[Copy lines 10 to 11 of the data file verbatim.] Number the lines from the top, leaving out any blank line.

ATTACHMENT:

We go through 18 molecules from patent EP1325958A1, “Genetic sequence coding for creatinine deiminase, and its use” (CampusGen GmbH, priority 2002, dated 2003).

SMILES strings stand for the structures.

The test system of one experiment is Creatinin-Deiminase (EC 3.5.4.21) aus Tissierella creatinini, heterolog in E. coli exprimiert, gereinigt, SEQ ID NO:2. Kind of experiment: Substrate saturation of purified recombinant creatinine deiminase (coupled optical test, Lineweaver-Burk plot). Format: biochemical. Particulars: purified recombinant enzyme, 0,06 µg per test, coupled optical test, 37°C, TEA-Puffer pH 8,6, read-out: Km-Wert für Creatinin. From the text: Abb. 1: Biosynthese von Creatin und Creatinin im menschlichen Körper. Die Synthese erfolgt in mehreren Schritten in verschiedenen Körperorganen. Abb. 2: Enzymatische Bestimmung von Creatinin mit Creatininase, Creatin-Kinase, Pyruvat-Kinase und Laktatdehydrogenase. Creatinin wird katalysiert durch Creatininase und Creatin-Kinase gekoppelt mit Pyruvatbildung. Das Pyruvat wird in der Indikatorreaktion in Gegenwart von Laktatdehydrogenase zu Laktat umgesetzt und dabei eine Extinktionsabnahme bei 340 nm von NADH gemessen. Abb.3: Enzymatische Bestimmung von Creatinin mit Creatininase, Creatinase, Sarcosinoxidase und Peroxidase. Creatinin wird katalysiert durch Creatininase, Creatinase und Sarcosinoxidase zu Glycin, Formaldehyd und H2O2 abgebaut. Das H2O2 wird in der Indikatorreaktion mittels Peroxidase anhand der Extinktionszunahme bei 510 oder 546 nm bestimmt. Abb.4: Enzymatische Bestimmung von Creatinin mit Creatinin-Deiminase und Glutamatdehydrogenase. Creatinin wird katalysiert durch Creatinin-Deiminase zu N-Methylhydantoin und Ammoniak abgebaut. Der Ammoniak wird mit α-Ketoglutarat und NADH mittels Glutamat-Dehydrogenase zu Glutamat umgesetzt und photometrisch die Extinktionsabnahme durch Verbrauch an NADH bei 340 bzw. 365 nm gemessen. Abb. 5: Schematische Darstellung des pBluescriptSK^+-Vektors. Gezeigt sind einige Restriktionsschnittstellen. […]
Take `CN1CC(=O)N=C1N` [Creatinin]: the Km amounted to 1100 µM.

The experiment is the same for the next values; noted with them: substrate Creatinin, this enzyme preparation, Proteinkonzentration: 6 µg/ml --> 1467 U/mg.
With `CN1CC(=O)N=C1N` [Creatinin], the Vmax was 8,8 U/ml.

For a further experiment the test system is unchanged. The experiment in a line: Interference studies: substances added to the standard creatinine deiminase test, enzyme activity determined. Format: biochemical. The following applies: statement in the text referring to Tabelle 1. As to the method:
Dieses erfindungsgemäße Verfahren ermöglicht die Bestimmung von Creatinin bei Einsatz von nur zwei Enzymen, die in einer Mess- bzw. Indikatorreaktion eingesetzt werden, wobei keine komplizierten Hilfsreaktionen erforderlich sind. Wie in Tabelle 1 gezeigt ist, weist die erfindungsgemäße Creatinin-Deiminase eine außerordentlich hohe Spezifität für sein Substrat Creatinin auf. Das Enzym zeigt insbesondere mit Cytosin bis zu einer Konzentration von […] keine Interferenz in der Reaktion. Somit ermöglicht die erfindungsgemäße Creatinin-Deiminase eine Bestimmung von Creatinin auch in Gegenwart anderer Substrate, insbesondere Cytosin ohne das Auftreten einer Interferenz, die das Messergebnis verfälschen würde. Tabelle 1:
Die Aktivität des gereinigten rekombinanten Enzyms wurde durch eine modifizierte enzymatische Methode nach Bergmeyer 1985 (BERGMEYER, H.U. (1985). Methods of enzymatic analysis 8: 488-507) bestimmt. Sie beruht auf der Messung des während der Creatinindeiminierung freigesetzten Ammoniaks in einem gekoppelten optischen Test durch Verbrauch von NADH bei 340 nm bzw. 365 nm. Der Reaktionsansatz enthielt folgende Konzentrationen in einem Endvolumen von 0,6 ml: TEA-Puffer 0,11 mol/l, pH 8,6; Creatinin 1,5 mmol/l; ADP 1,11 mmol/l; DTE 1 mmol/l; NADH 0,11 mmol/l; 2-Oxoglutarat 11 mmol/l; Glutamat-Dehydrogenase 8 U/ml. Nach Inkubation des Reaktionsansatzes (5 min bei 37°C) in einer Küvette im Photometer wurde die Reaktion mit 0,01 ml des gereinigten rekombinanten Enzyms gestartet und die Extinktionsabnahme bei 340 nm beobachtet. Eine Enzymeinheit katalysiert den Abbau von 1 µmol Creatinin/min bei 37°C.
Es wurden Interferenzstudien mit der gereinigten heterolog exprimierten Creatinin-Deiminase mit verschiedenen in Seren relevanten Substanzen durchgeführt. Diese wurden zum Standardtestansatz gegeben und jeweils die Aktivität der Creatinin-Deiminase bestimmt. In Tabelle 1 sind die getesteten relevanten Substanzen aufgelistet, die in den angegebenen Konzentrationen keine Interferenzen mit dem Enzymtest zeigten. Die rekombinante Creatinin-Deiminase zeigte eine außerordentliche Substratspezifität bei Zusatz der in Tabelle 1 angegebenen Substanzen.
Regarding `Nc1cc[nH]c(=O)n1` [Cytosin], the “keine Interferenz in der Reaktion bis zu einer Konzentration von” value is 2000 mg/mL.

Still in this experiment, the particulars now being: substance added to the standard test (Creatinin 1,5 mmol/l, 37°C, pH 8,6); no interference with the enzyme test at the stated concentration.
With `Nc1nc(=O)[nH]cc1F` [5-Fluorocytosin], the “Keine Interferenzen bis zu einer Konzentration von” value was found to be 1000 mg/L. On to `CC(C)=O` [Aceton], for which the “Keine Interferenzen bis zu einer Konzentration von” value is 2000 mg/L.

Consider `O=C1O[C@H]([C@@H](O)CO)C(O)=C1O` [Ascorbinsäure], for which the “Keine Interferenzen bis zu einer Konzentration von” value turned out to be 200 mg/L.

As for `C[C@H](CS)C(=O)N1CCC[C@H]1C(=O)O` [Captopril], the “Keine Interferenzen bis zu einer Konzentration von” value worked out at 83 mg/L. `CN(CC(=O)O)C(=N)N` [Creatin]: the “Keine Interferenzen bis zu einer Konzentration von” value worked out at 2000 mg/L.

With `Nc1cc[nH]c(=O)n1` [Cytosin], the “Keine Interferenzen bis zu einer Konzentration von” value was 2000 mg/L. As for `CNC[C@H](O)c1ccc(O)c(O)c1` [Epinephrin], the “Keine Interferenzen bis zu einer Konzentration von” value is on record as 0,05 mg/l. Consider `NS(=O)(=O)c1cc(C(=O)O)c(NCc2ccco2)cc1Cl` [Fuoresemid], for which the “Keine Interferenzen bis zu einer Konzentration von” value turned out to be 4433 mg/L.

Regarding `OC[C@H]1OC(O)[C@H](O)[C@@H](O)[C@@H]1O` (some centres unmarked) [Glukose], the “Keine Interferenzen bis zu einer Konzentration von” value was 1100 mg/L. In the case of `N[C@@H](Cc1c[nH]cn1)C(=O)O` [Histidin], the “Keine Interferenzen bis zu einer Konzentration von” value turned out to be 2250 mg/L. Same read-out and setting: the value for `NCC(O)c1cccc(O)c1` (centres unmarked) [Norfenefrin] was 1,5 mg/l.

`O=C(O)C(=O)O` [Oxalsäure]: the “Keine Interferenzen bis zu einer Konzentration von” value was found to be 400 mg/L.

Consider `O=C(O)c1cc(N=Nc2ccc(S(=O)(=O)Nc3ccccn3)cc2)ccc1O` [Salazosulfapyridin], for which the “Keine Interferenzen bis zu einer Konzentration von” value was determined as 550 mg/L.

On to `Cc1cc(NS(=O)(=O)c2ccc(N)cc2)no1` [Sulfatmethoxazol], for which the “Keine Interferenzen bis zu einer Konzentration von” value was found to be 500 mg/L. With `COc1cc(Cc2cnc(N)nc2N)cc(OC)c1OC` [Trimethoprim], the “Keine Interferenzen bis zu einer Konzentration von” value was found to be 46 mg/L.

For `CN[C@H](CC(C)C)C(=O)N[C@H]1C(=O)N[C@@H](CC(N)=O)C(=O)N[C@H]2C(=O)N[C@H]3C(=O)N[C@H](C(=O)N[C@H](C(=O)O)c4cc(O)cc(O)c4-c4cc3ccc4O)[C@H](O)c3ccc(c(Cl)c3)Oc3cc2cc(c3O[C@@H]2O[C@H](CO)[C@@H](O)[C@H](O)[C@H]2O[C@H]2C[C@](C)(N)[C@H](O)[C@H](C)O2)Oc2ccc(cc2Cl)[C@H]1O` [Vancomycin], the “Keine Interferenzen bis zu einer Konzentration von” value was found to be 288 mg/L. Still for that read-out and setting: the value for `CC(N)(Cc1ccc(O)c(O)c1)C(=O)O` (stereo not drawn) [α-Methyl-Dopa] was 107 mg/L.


Es wurden Interferenzstudien mit der gereinigten heterolog exprimierten Creatinin-Deiminase mit verschiedenen in Seren relevanten Substanzen durchgeführt. Diese wurden zum Standardtestansatz gegeben und jeweils die Aktivität der Creatinin-Deiminase bestimmt. In Tabelle 1 sind die getesteten relevanten Substanzen aufgelistet, die in den angegebenen Konzentrationen keine Interferenzen mit dem Enzymtest zeigten. Die rekombinante Creatinin-Deiminase zeigte eine außerordentliche Substratspezifität bei Zusatz der in Tabelle 1 angegebenen Substanzen.
Regarding `Nc1cc[nH]c(=O)n1` [Cytosin], the “keine Interferenz in der Reaktion bis zu einer Konzentration von” value is 2000 mg/mL.